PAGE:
Schroen, for his part, says he wrote his book because he had been directed to tell most of his story already to two Washington Post reporters who were writing books about the war on terror. First, he and the head of the CIA's public-affairs office were interviewed by Bob Woodward in his Georgetown home for "Bush at War." Later, he and the public-affairs official talked with Steve Coll for his book, "Ghost Wars." "We were told by the 7th floor [director's office] that Woodward was going to do a book, and we were authorized to talk to him," Schroen says. "Coll got the same open-door treatment."
Schroen's book, according to the CIA's Publications Review Board, is the most detailed account of a covert operation ever told by a clandestine officer. Judging by the amount of press attention lavished upon it - his son tells him he's now on TV more than Seinfeld - the new nonfiction spy tales may be replacing John LeCarré.
It does convey an element of James Bond romanticism - missions carried out with $3 million packed in cardboard boxes. But it also depicts unglamorous moments - like how the operatives disposed of human waste in the rugged mountains of northern Afghanistan.
The book also tries to set the record straight on a number of issues surrounding the CIA's Afghan adventure. For example:
• When Schroen put his team together, the US military did not send anyone in with him because they thought the operation was too dangerous.
• US military personnel - Special Operations teams - did not arrive in Afghanistan until some three weeks after Schroen's team set up camp.
• It was a CIA-led operation that captured Mir Amal Kasi - the man who killed two CIA employees and wounded three others outside the agency's entrance in Pakistan in 1993. Previously, many had believed the FBI led the raid. The FBI was involved, Schroen says, but didn't lead it.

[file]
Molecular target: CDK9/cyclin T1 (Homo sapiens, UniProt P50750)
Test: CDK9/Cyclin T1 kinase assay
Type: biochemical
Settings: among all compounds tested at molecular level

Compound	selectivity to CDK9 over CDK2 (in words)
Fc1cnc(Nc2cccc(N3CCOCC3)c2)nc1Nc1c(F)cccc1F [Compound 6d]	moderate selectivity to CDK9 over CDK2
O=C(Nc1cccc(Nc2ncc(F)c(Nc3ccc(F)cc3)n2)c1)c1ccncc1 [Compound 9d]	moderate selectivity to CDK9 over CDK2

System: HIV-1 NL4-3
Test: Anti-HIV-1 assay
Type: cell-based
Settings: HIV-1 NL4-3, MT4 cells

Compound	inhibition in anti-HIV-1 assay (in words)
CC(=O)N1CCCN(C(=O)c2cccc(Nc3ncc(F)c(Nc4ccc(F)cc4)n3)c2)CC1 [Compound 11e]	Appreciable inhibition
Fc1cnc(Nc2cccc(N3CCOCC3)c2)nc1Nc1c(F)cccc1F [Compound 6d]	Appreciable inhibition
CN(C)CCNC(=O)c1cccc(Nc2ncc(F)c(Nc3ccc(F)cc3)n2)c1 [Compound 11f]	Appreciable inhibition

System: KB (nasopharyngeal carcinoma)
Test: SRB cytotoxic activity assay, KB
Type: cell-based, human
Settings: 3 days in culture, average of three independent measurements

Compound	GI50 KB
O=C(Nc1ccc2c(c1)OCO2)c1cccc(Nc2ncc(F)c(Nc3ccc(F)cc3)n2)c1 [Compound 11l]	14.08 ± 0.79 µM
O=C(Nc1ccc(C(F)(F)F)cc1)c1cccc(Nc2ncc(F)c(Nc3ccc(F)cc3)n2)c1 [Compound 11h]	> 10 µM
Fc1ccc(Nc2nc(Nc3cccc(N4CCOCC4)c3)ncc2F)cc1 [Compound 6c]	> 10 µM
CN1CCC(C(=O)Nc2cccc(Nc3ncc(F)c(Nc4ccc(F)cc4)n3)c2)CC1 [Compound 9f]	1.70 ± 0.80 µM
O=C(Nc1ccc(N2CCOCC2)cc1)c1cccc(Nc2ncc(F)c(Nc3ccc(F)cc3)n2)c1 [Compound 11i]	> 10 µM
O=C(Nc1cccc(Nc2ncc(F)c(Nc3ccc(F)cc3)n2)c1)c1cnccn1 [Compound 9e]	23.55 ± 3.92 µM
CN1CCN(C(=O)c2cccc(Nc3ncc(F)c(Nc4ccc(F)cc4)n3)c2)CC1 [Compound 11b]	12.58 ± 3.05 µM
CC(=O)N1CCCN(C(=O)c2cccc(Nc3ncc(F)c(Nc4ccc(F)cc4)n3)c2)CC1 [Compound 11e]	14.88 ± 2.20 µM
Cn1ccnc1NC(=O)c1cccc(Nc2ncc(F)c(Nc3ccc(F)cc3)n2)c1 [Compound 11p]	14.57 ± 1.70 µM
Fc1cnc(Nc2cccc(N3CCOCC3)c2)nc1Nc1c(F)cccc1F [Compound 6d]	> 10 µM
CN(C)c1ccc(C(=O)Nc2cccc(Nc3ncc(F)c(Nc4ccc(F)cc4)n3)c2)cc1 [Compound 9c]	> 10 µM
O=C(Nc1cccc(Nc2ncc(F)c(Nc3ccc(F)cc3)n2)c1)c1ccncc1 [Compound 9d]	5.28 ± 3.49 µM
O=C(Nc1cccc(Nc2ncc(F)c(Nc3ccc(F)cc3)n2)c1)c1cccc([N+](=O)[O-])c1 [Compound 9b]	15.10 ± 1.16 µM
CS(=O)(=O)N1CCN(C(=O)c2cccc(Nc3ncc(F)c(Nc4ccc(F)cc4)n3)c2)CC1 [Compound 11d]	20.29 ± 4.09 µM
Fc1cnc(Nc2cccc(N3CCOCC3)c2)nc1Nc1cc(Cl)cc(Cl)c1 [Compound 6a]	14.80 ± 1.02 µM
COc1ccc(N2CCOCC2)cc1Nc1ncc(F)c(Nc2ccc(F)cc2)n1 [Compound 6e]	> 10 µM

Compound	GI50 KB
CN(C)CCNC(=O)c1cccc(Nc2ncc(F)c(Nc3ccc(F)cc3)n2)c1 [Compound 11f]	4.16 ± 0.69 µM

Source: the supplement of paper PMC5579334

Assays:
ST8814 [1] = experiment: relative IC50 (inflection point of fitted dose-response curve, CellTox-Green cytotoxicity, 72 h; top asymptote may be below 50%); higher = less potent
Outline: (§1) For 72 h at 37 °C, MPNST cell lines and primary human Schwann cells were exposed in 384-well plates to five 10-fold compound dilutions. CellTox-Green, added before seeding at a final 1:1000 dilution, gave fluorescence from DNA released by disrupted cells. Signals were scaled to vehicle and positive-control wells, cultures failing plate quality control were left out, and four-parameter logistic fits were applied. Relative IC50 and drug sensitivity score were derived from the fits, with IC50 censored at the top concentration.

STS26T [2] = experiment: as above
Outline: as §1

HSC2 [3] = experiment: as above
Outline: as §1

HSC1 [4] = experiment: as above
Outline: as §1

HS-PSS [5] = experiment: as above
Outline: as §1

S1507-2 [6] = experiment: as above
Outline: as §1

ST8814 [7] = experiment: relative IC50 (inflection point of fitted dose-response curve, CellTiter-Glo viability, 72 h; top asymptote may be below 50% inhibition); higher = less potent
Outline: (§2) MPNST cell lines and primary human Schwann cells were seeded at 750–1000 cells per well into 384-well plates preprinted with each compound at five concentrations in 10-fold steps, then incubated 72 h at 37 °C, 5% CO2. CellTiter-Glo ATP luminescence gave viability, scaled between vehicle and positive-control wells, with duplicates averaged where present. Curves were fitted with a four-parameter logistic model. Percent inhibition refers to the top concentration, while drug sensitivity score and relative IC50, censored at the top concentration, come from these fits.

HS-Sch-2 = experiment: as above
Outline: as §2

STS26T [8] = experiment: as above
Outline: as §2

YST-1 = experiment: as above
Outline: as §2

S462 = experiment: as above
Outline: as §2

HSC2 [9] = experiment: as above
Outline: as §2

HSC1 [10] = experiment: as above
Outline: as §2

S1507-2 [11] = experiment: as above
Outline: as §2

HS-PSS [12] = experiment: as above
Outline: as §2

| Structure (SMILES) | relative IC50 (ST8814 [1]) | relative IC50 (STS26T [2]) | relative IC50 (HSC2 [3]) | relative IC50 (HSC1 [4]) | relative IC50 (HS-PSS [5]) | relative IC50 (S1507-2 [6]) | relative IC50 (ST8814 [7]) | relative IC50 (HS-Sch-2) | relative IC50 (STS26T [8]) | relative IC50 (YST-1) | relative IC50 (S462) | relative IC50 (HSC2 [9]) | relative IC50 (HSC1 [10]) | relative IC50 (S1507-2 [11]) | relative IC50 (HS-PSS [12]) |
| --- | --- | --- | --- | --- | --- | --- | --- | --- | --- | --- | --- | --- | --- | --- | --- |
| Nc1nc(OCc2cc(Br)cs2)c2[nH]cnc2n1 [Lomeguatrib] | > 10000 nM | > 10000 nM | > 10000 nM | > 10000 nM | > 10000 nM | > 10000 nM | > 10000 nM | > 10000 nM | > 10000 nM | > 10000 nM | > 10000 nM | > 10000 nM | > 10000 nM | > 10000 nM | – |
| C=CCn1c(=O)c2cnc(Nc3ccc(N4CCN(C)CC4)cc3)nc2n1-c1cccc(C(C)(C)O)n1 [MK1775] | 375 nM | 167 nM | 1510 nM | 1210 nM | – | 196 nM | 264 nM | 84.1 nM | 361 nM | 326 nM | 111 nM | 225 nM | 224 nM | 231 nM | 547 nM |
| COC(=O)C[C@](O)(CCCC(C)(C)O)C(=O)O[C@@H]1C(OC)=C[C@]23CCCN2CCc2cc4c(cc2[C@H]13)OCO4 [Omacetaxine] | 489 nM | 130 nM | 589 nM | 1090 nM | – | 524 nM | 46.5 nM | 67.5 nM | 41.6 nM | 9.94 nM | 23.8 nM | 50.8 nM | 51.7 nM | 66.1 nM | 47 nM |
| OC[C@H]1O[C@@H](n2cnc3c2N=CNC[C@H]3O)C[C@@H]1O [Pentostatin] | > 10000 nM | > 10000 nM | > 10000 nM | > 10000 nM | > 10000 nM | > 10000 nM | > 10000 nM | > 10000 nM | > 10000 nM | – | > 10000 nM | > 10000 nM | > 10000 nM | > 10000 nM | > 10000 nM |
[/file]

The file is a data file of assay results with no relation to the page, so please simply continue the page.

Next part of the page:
In addition to relating the unglamorous, Schroen exposes the infighting and occasional ineptitude of US officials. For example, two members of his team were nearly killed by a Hellfire missile from a Predator drone.
Fortunately, Schroen says, he received a call from the Predator's mission manager in Washington. The man told Schroen they had a Predator loitering above an airstrip and could see two men, obviously not Afghans, walking along it. One, he said, was tall and lean and could be bin Laden himself.
Schroen checked the coordinates with his aide and got back on the line: "I ... told the young man that he was to stand down on the attack, that the two men were CIA officers, part of our team, and they were walking on a CIA-constructed airstrip."
It's clear that Schroen liked his work and those whom he worked with - both those on his team and his Afghan counterparts - and he left the agency at a natural retirement age.
Mr. MacGaffin, for his part, is concerned about the exodus of operatives from the CIA, including the young spies-turned-authors. But he also sees a new opportunity here. He says that all the commissions that studied the 9/11 failures pointed out the same problems with leadership that he has enumerated.
"My hope now is that we got one last chance to fix it - the lack of leadership," MacGaffin says. "[Recently appointed director of national intelligence] John Negroponte is there to fix it - that's the end of the thread or the end of us."